If the mission statement- and i don't think it's a requirement, but i would want a group to have some form of their values/goals/mission written down somewhere- says something about taking in special needs dogs that need extra help, look at their site or ask them (many may not have a great website... some of us, ahem, procrastinate in that part, ahem...) what they've done recently for special needs dogs. If they say something about helping pet owners keep their dogs and avoid them going into shelters, ask how they do that (our group is VERY proud of this part of our work. We have a medical fund for owners facing unexpected emergencies, a dog food pantry donation of several hundreds of pounds of food per month, and other programs. If someone asked us about that, they'd eventually have to hush us up or we'd talk all day!), and so on. Don't overlook the smaller groups with the less flashy websites. Smaller groups have their pros as well Visit them at an adoption event or outing and see how they interact with their dogs, the public and other volunteers. Ask animal control facilities for recommendations- they may not go into their own opinions, but it's a starting point. You can also ask animal control if there's been any legal trouble with the rescue group before, or anything like that.

    I guess you could go through word of mouth with the public too, but many people have SUCH varied perceptions of what a rescue 'should' be doing, and so many people seem to be more willing to share the horrible experiences they've heard of rather than the good, hitch-free, normal experiences.

    I guess I'm not much of a help here, i'd say do some research and if a group has a policy what you're unfamiliar with, be upfront and ask them politely about it, and if they ever allow exceptions (and explain your situation if yours would be one). Some groups DO have unreasonable expectations, especially for puppies and small breeds (someone to be home all the time for the first 6 months of puppy's life, no small children ever to set foot or to be born into the family so long as twiggydog is alive, lol), but i think it's not impossible to find at least one group whose requirements line up with your own.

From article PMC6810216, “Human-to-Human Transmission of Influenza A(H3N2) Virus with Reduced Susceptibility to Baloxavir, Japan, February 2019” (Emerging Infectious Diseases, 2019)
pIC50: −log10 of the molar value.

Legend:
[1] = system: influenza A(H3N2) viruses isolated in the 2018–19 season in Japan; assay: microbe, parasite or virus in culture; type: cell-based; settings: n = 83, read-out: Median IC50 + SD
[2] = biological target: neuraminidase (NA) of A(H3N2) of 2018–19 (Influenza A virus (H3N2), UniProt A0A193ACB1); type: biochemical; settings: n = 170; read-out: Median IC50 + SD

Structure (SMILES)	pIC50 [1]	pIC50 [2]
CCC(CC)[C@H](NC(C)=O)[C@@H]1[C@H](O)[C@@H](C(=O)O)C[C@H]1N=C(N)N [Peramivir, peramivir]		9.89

Also understand that some of their rules, wacky as they may sound, might have stemmed from repeated negative experiences, usually resulting in dogs being dumped or returned to the group with many issues. Rarely does a group have a policy without having a reason behind it. Whether or not you feel it's a reasonable reason is another thing, but do ask!
    (We did have the "fenced in backyard" policy at first, but then found- and were confirmed by a speaker during a seminar- that people were more likely to demote the dog to backyard-only status if they were able to conveniently chuck him outside, rather than having to face the behavior and fix it. We now don't require fenced in yards for most of our dogs. Loosening that restriction isn't a magic fix, but it's something we value.)



  4. #4
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    Apr. 1, 2008
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    Don't get one from here. When you read the blurbs on the dogs, they ALL have some sort of serious history and many of them are dangerous.



  5. #5
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    Aug. 9, 2002
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    USA
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    I live in the northeast (NJ), and I adopted a dog from a rescue based in the Washington, DC area. They go to southern states, visit the "high kill" shelters (I hate that term), pull the dogs, vaccinate & spay/neuter them while the dogs are still down South and bring them north to be adopted.

    With my girl, she was transported from the southwest corner of NC to MD the day before adoption. She spent one night in a foster home. We were told she was fine overnight, slept on the couch, all was well.

    We brought her home and within two days, we realized we had a dog with one severe case of separation anxiety. We were not willing to return her to the rescue as we were afraid of who or where she would end up.

    It took us two years, a local veterinary behaviorist, and finally a visit to Univ. of Penn behavioral department - but we now have a "normal" dog. She is on medication and we have put in over a year of intensive, daily work with her (behavioral exercises tailored for her by UPenn). We'll likely be reinforcing the exercises for the rest of her life.